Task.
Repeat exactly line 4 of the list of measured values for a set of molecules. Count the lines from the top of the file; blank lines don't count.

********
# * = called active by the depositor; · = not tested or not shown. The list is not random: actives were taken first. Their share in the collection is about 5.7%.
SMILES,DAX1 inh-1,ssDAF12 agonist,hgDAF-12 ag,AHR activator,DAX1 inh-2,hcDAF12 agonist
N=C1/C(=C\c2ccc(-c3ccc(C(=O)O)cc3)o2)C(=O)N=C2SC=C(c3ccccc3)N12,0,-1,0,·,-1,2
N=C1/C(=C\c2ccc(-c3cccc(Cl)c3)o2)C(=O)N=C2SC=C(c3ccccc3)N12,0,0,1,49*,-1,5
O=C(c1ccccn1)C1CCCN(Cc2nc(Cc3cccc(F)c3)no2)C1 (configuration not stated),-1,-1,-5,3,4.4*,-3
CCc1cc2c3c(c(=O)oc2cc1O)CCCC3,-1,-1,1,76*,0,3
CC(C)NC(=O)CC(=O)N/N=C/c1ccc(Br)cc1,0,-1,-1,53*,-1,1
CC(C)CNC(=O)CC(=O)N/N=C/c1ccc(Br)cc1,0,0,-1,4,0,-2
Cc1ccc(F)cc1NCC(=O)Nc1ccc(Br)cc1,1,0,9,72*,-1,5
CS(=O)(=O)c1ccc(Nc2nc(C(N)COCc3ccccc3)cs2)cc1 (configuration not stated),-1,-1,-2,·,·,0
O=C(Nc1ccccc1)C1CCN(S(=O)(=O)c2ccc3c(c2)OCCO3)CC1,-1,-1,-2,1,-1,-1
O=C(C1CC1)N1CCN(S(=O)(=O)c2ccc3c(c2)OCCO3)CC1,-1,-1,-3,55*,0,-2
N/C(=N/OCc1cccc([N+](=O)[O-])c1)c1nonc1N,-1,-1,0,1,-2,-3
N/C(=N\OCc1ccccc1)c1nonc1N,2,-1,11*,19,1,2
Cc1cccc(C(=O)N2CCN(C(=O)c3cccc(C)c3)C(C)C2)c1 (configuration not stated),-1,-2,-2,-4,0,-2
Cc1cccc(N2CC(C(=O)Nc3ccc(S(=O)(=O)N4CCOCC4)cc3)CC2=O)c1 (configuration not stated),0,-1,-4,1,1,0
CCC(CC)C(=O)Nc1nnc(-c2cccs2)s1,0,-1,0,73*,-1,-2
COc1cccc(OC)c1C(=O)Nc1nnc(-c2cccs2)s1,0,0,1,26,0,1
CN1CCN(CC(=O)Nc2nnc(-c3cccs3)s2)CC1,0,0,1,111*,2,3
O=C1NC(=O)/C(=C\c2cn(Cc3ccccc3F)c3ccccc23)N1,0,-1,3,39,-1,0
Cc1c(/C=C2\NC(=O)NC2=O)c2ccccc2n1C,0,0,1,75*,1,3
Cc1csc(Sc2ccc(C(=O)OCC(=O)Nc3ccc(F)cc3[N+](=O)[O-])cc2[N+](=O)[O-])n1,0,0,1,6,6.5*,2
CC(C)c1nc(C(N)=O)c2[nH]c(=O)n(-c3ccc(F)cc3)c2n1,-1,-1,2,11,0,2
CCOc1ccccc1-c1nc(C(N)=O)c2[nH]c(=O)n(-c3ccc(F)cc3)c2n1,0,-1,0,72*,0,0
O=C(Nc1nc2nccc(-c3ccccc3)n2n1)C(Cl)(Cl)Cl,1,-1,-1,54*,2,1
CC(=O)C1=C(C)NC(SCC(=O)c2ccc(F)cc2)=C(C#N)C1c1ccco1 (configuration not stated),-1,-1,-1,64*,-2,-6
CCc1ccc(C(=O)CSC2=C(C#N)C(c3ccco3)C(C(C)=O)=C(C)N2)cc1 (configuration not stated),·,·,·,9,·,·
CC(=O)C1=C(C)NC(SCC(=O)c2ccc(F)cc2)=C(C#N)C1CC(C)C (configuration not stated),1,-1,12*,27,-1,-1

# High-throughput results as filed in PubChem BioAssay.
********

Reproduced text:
N=C1/C(=C\c2ccc(-c3cccc(Cl)c3)o2)C(=O)N=C2SC=C(c3ccccc3)N12,0,0,1,49*,-1,5